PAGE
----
The Russian Piano Tradition - MARIA YUDINA


Piano Sonata No 12 in A flat major Op 26 (recorded in Moscow c1958)

Piano Sonata No 28 in A flat major Op 101 (recorded in Moscow c1958)

Piano Sonata No 29 in B flat major Op 106 ‘Hammerklavier’ (recorded in Moscow c1954)

We continue our comprehensive survey of the many great pianists who worked in Russia in the Soviet era

with the first disc featuring a pianist who was not a pupil of one of the three major teaching traditions we

have been following. In this case Maria Yudina’s most influential professor was Leonid Nikolayev (1878 - 1942), who also taught Sofronirsky.

Maria Yudina is perhaps the greatest maverick amongst the Soviet pianists. A woman of great will,

and one with a burning Christian faith, she somehow seemed to survive on the fringes of the Soviet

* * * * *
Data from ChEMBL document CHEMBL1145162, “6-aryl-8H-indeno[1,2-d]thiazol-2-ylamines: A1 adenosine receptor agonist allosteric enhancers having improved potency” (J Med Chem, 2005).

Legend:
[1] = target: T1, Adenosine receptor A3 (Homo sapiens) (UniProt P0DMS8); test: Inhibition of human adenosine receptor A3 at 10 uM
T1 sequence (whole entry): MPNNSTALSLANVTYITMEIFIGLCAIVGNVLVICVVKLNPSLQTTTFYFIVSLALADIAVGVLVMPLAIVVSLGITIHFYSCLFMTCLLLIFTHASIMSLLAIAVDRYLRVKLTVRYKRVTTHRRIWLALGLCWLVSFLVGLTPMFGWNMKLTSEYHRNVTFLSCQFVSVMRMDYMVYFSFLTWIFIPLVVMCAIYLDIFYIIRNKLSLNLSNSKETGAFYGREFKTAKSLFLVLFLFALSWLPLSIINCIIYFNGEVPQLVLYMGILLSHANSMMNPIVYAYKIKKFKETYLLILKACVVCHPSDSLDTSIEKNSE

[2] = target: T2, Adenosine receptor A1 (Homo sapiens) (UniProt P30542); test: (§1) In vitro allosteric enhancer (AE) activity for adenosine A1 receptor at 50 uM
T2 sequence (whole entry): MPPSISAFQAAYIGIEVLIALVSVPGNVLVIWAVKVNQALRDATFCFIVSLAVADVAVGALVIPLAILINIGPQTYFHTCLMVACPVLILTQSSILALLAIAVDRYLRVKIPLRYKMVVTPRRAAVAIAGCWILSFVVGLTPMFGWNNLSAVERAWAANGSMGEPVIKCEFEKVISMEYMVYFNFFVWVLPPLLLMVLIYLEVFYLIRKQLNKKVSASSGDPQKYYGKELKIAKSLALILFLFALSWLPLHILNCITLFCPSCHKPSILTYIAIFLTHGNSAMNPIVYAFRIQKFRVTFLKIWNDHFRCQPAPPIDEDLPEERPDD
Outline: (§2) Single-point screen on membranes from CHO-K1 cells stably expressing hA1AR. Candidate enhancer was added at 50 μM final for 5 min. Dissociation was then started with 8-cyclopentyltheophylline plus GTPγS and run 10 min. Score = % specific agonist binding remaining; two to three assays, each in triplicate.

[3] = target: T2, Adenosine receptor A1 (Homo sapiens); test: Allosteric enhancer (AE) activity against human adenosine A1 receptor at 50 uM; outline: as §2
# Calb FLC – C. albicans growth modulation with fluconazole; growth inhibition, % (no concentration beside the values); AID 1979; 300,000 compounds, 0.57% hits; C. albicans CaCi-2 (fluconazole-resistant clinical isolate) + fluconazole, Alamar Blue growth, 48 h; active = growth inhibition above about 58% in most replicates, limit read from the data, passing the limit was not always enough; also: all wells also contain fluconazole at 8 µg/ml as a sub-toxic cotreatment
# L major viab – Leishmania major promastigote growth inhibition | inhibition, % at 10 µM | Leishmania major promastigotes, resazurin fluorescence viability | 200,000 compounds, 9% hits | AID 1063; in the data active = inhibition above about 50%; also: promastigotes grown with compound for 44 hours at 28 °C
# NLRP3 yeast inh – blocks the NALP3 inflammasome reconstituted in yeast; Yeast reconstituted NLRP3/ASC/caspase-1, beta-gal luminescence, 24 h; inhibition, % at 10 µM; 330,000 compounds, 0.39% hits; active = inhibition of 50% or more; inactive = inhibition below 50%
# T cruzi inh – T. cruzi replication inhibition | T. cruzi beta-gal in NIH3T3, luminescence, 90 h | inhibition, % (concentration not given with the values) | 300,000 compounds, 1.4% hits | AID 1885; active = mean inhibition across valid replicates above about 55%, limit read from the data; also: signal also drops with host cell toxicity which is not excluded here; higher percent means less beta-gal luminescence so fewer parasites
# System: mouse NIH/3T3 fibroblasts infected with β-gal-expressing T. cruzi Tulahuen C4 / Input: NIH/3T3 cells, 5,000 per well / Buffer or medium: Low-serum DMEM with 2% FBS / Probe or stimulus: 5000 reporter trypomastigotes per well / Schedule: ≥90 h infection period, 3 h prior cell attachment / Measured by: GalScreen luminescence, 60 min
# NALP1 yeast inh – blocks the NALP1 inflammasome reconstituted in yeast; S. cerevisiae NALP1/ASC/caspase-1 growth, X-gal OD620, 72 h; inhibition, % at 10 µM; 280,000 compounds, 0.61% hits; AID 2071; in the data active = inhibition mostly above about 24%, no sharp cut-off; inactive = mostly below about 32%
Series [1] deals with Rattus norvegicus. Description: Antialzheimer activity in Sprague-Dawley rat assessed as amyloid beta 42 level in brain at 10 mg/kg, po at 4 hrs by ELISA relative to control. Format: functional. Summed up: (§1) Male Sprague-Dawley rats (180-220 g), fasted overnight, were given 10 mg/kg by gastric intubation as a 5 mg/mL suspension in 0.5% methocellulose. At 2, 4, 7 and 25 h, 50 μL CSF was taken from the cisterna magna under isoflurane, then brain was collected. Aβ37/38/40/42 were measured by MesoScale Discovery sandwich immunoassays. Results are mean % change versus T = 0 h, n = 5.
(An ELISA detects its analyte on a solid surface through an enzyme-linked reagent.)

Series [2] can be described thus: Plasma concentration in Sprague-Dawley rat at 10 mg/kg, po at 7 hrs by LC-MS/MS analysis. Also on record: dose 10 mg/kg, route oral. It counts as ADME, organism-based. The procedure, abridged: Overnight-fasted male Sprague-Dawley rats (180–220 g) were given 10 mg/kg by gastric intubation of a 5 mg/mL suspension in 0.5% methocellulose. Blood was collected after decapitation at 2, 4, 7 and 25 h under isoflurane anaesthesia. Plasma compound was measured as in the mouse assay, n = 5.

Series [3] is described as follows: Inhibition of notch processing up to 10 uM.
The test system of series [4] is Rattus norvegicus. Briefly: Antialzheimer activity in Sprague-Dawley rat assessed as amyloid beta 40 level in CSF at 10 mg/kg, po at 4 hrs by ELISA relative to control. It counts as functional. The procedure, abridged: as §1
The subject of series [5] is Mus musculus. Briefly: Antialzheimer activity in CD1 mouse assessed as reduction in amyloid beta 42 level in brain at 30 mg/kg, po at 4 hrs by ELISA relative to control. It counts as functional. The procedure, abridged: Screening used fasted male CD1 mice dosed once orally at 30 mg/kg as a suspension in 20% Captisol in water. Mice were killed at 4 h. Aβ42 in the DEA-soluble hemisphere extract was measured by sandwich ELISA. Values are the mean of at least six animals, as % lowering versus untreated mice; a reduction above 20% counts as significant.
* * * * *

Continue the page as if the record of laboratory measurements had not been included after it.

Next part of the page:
system while having countless run-ins with authority. She was never allowed to play outside the

USSR and was dismissed successively from the Leningrad and then Moscow conservatories, yet she

was much loved by the people and respected by her peers, Shostakovich in particular. She was a

great champion of contemporary western music, another thorn in the side of the authorities, and

introduced many such works to Soviet audiences, but she was also renowned for her playing of

Bach and Beethoven. She made many recordings, which are at last making their way onto CD, but

one of the finest is undoubtedly her towering rendition of Beethoven's great masterpiece, the

'Hammerklavier' sonata, which is included here.